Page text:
Weather Eye: Be alert: March to come roaring in like a lion




Patrick Timm

Welcome to the first day of March! Spring has sprung for us weather folks and March is coming in like a roaring lion. High-wind warnings were up for the coastal beaches and a wind advisory was hoisted for the western valleys.

Rainy and windy weather will be upon us as the day goes on and unsettled weather is with us for a while. No stretch of sunny days on the horizon. Too bad, the flowering trees are beginning to blaze; hopefully not too many blooms get blown off. Would like to enjoy it for a while.

More rain and showers are expected the rest of the week and another blustery storm moves in this weekend for more strong winds and moderate to heavy rain.

Seattle reached a milestone in February, as shared on the last day of the month Monday. I gleaned this off its Facebook page Monday: “Aided by leap day, Seattle has reached the milestone of 100 days of measurable precipitation between October and February for just the sixth time since 1894. Also noteworthy, Seattle has already surpassed its normal yearly rainfall with seven months still remaining in the current water year. At midnight, Seattle had recorded 37.72 inches of rain since October 1st. Our normal 12-month total is 37.49.”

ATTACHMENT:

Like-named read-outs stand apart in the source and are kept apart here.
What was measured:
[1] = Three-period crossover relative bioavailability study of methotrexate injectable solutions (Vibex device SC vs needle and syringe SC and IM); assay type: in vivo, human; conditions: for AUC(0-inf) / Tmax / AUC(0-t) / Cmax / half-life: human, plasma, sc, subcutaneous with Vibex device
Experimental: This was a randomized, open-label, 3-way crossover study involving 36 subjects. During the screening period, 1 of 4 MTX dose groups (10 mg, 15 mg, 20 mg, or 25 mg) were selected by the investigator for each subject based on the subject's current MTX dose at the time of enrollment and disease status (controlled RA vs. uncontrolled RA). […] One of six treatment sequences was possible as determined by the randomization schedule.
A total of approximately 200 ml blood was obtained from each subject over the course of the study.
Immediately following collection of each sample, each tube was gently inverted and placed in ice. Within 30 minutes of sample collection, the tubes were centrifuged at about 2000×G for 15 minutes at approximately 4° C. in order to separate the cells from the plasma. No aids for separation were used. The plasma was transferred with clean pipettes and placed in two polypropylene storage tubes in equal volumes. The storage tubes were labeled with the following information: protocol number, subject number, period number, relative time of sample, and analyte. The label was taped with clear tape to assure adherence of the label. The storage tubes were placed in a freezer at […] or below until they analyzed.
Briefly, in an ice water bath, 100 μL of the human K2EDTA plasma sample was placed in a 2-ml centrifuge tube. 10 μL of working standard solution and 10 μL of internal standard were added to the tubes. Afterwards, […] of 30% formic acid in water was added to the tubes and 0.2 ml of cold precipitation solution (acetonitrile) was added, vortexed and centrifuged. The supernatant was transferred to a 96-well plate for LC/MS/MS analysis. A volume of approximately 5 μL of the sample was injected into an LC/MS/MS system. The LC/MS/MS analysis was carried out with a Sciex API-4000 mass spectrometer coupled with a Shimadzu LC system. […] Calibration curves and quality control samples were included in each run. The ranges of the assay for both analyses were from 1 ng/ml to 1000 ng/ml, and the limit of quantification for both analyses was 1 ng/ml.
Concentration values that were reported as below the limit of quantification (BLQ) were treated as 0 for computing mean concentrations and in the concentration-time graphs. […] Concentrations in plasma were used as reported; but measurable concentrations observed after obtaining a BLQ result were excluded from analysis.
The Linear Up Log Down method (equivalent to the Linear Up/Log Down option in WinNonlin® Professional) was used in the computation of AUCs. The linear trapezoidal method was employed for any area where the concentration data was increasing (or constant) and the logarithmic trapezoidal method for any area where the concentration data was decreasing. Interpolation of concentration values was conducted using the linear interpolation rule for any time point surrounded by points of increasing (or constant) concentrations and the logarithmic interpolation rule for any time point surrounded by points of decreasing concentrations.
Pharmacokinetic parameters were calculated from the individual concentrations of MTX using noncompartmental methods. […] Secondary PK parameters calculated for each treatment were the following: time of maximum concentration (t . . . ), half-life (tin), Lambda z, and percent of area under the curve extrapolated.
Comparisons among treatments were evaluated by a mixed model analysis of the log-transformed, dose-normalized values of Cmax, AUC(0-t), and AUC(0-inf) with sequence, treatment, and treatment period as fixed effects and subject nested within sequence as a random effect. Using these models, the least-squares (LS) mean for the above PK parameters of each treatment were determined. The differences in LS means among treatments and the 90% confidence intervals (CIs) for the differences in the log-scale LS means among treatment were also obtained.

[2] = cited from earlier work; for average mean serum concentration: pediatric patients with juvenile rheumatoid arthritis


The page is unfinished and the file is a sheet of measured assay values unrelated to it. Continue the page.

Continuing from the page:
So many records, so many records. Just goes to show you that the weather comes to us in extremes. And when I write in this column referring to the average temperature or average rainfall, it is just a collection of extremes. Tally all the observations over a 25-year period and you have the current set of averages. Of course you may hear “normals and extremes.” Normal is whatever the average temperature and precipitation is for that day. I mean really, is the weather ever “normal”?

Did you feel that “extra” day on Monday? We need that to adjust our calendar year. As far as the solar year is concerned, it is about five hours, 49 minutes, and 16 seconds longer than our calendar year. I wish we could have had a sunny day to coincide with that leap day.

Patrick Timm is a local weather specialist. His column appears Tuesdays, Thursdays and Sundays. Reach him at